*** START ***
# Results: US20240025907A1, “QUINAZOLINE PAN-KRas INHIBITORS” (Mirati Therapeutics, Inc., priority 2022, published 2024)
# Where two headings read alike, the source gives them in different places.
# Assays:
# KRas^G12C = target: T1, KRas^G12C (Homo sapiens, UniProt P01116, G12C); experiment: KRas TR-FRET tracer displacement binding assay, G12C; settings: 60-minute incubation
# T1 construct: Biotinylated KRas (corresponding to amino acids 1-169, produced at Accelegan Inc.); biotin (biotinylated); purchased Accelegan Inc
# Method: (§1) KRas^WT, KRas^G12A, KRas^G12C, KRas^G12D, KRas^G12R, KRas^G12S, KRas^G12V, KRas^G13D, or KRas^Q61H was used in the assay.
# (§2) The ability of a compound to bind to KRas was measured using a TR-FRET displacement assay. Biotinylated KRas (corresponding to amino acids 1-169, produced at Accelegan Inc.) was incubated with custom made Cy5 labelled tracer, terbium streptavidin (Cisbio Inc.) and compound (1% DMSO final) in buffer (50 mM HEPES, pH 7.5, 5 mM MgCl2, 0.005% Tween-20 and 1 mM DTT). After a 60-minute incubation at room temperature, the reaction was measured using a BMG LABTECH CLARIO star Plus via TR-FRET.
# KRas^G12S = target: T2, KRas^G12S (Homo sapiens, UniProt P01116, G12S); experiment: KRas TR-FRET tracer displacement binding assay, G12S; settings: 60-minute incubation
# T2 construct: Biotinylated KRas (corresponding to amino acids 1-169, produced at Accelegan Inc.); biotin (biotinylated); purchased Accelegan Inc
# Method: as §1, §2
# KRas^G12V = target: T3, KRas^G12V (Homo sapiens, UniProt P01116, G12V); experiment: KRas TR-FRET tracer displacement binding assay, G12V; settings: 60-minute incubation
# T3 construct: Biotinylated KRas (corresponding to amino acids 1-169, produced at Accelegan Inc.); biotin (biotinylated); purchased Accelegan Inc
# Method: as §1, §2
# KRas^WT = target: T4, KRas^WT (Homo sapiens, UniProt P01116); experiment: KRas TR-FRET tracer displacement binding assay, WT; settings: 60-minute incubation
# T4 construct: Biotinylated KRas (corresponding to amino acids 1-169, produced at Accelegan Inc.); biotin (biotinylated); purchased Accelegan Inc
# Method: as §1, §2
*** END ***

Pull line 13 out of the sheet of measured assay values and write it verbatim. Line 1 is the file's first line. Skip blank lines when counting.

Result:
# Method: as §1, §2